Skip to main content


Showing posts from April, 2006

New cookbooks!! (Part 2)

After an anxious wait of 6 days, my last batch of cookbooks arrived yesterday morning. Thank you Amazon for getting my orders in in such short time! It was really nice to come into office and see a package sitting on my desk, and this was made even better when I know that what's sitting in the box! Geez... I am getting delirious here.

Chicken With Black Fungus In Wine Sauce

Inspired by Ruth from My Little Cyberspot , I adapted her recipe and made this for dinner last night. It was absolutely wonderful. Nice warm food for a rainy evening. My version was done with shredded ginger instead of garlic and I was a little more liberal with my Chinese cooking wine. Reminds me of confinement food. =)

Chow Fan (Fried Rice)

With few ingredients left in the fridge, hubby whipped up this quick and filling dish for our lunch. Fried rice is so accomodating, so the odds and ends of any ingredients can be dumped in. It is almost always good when accompanied with a good helping with chinese sausages (lap cheong) and scrambled eggs.

Drunken Prawns

What is the best way to enjoy lots of fresh prawns? No thank you, we didn't feel up to it to make tempura prawns, so we decided to opt for the fuss free drunken prawns. Saw this recipe in this magazine entitled Kitchen Culture Food and Travel. This monthly magazine contains quite a few easy to make local dishes. I am not sure if it is available at all bookstores, but I bought my copies at KKH 7-Eleven. Our drunken prawns turned out more like eating prawn noodle soup (hae mee) minus the noodles then plus wine. Haha... even though it was just mild cooking wine, we both konked out after dinner. =) ***************************** Drunken Prawns (adapted from Kitchen Culture Food and Travel magazine) ***************************** 400g medium prawns 1tbsp shredded ginger 1 tbsp wolfberries 1 cup white wine or Chinese cooking wine 1 cup chicken stock or water salt and sugar to taste 1. Heat stock and wine in saucepan and add the shredded ginger. Bring to a boil and turn down t

New cookbooks!! (Part 1)

As a major cookbook addict, I tend to go on cookbook buying spree from time to time. With a very indulgent hubby, this can be a very bad thing for his credit card bill. Oh well, I will try my very best to keep such sprees minimal. =P I am certainly very amazed how Amazon got my orders in in just a week. Ok, they split my shipment of 7 books into two, and got me my first shipment of 5 books. But that's still way faster than the last time, which took more than 2 weeks. Guess everything in this world today is about stream-lining the processes. Can't wait for my next shipment! But in the meanwhile, I will have these new books to keep me distracted.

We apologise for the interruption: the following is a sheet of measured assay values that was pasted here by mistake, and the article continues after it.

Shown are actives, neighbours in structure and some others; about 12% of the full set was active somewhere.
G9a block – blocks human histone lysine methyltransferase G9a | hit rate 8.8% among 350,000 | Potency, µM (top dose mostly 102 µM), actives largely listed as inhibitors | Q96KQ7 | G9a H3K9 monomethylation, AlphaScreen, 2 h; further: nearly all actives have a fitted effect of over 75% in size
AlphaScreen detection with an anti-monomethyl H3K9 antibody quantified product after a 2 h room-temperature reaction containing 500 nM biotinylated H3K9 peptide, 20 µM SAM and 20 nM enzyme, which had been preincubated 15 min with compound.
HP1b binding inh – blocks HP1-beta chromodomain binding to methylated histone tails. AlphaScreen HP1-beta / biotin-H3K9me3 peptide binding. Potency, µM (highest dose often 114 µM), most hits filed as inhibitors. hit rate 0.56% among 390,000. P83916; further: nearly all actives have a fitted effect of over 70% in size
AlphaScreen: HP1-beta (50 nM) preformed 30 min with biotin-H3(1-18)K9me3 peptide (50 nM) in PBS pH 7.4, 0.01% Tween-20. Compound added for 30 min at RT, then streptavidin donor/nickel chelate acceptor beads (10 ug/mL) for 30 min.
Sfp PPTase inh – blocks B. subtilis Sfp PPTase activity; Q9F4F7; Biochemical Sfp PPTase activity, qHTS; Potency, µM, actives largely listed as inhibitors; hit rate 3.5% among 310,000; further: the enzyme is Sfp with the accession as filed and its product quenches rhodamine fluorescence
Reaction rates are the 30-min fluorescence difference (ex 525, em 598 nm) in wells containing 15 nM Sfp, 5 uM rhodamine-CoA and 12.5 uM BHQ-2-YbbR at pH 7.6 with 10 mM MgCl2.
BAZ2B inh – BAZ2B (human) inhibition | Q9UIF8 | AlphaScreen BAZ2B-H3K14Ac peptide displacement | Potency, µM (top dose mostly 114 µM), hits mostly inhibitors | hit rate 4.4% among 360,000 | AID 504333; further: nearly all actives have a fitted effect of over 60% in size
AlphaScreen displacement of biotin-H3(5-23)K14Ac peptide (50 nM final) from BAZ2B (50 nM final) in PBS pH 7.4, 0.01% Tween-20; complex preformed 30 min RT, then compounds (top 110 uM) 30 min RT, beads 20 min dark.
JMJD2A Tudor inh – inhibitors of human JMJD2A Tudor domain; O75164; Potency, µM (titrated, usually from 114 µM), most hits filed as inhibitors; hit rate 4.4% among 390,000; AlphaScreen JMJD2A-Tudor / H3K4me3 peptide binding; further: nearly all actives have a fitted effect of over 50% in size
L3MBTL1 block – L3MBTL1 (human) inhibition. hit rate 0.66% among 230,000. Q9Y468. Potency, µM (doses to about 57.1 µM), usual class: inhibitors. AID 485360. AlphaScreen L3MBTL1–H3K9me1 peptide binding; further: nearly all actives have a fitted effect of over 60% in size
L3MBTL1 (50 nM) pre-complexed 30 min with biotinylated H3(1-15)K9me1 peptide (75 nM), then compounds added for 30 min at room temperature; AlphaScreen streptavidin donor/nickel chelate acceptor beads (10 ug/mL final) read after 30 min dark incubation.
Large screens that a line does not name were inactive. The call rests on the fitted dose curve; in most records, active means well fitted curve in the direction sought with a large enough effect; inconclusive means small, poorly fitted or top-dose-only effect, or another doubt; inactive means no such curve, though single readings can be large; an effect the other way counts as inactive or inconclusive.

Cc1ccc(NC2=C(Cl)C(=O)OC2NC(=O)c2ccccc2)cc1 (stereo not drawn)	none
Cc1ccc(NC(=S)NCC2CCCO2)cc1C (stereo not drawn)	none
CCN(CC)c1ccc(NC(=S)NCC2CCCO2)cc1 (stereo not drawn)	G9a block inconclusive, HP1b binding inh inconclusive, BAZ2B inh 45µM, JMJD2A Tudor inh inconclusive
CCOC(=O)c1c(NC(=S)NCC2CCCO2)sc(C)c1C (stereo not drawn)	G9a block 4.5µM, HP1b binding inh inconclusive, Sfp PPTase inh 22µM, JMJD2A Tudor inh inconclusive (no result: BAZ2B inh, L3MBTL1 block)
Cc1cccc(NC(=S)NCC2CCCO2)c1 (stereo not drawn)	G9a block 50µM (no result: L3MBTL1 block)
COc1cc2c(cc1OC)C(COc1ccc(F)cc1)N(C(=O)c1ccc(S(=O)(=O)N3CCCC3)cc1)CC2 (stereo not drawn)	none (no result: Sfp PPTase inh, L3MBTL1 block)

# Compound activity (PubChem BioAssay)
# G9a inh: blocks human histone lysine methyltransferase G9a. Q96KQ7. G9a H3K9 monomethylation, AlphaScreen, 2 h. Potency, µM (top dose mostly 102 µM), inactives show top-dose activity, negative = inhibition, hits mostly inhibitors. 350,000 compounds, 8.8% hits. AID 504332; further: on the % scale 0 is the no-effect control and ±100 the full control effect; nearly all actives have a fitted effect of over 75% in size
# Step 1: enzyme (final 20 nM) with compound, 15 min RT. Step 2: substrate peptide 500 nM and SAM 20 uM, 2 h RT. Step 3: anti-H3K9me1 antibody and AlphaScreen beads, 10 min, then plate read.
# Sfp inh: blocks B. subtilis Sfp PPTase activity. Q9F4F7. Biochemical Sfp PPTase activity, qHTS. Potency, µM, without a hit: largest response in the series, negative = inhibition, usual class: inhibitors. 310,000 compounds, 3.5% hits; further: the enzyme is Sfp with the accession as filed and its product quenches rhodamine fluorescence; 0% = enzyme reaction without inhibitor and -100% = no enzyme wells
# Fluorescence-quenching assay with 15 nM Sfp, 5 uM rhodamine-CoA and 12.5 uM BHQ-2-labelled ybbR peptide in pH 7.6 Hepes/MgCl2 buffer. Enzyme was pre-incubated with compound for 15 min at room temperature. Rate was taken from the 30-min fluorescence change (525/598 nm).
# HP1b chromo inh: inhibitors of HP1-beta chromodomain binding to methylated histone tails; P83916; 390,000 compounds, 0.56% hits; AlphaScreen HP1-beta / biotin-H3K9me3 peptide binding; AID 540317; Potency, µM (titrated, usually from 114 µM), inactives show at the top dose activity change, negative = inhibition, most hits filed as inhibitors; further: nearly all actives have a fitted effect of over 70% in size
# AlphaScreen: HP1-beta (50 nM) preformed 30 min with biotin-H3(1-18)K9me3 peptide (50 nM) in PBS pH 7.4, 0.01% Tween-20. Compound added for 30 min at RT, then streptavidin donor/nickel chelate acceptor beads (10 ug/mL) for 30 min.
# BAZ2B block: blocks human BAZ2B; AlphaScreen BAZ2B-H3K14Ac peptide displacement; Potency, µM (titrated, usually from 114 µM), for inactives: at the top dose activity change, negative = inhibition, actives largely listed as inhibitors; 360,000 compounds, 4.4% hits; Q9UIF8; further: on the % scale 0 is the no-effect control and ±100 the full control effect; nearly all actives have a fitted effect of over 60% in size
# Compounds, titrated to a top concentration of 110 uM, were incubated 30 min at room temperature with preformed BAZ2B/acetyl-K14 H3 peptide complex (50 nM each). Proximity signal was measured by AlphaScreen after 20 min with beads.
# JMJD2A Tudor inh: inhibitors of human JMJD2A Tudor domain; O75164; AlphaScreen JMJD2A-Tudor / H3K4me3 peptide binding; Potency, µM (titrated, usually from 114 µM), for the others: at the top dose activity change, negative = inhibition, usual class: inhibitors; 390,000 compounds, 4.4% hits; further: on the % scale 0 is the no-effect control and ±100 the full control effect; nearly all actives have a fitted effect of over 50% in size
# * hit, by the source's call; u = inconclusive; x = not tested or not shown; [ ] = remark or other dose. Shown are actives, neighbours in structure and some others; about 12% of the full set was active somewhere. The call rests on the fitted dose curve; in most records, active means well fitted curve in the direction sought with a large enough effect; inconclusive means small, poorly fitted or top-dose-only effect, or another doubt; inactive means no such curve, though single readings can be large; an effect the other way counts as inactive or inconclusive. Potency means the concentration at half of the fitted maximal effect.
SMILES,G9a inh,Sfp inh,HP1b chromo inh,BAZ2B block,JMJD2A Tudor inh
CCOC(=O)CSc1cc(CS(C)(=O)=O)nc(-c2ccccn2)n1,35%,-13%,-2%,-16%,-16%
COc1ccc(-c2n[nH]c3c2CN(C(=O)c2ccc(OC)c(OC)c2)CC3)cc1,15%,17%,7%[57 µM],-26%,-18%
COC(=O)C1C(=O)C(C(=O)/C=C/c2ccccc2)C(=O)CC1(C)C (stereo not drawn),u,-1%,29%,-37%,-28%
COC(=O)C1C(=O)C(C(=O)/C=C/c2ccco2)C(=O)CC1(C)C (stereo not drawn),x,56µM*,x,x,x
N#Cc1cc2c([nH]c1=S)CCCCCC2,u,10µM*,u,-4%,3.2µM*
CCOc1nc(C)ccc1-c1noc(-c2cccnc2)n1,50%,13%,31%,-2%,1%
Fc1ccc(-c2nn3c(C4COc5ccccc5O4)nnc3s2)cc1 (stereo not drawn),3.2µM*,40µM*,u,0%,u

Moroccan Chicken with Couscous

The first time when I came across this word couscous in Keith Floyd's tv programme, I thought to myself it must be some sort of vegetable. Just like how aubergine is actually eggplant and how courgette is actually zucchini. It's really confusing at times. But the only time when I really got to know what couscous was, when a friend from Haiwaii told me she made some couscous and she graciously unravelled my couscous puzzle. Couscous (noun): a food, originally from North Africa, consisting of crushed wheat, which is often served with meat or vegetables. -- definition from Cambridge Advance Learner's Dictionary In my simple term, I would describe the taste of couscous as light and fluffy crushed rice grains. It is really simple to prepare. I use the word prepare instead of cook, cos there really isn't any cooking involved. Just pour hot boiling water over the dried couscous and let it hydrate itself for 5 minutes and it's ready. Maybe this is the African's ve

Chewy, Fudgy Triple Chocolate Brownie

When I saw the recipe of this brownie, what comes to mind is this slab of thick, cakey, dark coloured, handsome square of brownie which screams of chocolate in each and every bite. I knew I was sold. Nevermind it was already 11.35pm. Nevermind the fact that Monday is looming dangerously close. Nevermind that I woke up at 4.30 a.m. that morning. I need a slab of that chocolatey brownie! I took the recipe from Baking Illustrated by the same people who write for Cook's Illustrated. The book is one of the best investments I have made. Maybe I am just a cookbook twit, but it sure makes a interesting read when I need a cooking-session fix but haven't the time/effort to do the actual stuff. The thing about cookbooks from US (which accounts for 95% of my library collection!) is that their measurement comes in cups, tablespoons, Fahrenheit and what-nots! It can be so frustrating as I need to do the conversions. So I ended up with Baking Illustrated on one hand and Martha Stewart'

Everyday Favourites - Sayur Loday